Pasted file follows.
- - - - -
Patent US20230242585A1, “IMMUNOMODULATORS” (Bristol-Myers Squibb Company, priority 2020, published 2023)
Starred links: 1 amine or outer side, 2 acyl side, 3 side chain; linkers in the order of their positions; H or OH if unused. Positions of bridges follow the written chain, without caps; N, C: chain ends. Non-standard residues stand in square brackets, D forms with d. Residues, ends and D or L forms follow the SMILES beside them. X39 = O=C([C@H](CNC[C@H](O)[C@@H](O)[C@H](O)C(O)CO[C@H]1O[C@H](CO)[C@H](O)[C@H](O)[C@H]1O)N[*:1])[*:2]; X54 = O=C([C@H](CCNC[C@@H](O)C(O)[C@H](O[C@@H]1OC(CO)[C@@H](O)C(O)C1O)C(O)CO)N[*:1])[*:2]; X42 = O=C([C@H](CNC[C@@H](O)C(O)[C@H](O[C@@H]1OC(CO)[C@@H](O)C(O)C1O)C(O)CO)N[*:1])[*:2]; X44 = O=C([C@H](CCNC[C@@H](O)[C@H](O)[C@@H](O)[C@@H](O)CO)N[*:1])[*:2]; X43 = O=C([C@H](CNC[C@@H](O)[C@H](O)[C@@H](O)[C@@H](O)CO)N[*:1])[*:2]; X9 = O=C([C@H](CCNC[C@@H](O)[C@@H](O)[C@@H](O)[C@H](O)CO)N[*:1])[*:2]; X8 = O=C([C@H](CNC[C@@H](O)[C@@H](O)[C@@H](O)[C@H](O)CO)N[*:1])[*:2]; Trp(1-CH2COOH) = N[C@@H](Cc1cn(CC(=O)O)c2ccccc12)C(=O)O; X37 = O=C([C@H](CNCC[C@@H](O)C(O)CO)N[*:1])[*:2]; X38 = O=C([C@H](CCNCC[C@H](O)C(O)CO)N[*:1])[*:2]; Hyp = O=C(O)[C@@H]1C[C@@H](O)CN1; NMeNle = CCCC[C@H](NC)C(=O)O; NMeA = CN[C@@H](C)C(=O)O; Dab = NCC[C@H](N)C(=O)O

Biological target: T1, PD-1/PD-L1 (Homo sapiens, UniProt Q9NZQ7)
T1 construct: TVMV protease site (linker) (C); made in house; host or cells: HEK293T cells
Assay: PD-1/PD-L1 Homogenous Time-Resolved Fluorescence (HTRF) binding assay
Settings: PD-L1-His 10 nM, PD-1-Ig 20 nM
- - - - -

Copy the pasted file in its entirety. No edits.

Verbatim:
Patent US20230242585A1, “IMMUNOMODULATORS” (Bristol-Myers Squibb Company, priority 2020, published 2023)
Starred links: 1 amine or outer side, 2 acyl side, 3 side chain; linkers in the order of their positions; H or OH if unused. Positions of bridges follow the written chain, without caps; N, C: chain ends. Non-standard residues stand in square brackets, D forms with d. Residues, ends and D or L forms follow the SMILES beside them. X39 = O=C([C@H](CNC[C@H](O)[C@@H](O)[C@H](O)C(O)CO[C@H]1O[C@H](CO)[C@H](O)[C@H](O)[C@H]1O)N[*:1])[*:2]; X54 = O=C([C@H](CCNC[C@@H](O)C(O)[C@H](O[C@@H]1OC(CO)[C@@H](O)C(O)C1O)C(O)CO)N[*:1])[*:2]; X42 = O=C([C@H](CNC[C@@H](O)C(O)[C@H](O[C@@H]1OC(CO)[C@@H](O)C(O)C1O)C(O)CO)N[*:1])[*:2]; X44 = O=C([C@H](CCNC[C@@H](O)[C@H](O)[C@@H](O)[C@@H](O)CO)N[*:1])[*:2]; X43 = O=C([C@H](CNC[C@@H](O)[C@H](O)[C@@H](O)[C@@H](O)CO)N[*:1])[*:2]; X9 = O=C([C@H](CCNC[C@@H](O)[C@@H](O)[C@@H](O)[C@H](O)CO)N[*:1])[*:2]; X8 = O=C([C@H](CNC[C@@H](O)[C@@H](O)[C@@H](O)[C@H](O)CO)N[*:1])[*:2]; Trp(1-CH2COOH) = N[C@@H](Cc1cn(CC(=O)O)c2ccccc12)C(=O)O; X37 = O=C([C@H](CNCC[C@@H](O)C(O)CO)N[*:1])[*:2]; X38 = O=C([C@H](CCNCC[C@H](O)C(O)CO)N[*:1])[*:2]; Hyp = O=C(O)[C@@H]1C[C@@H](O)CN1; NMeNle = CCCC[C@H](NC)C(=O)O; NMeA = CN[C@@H](C)C(=O)O; Dab = NCC[C@H](N)C(=O)O

Biological target: T1, PD-1/PD-L1 (Homo sapiens, UniProt Q9NZQ7)
T1 construct: TVMV protease site (linker) (C); made in house; host or cells: HEK293T cells
Assay: PD-1/PD-L1 Homogenous Time-Resolved Fluorescence (HTRF) binding assay
Settings: PD-L1-His 10 nM, PD-1-Ig 20 nM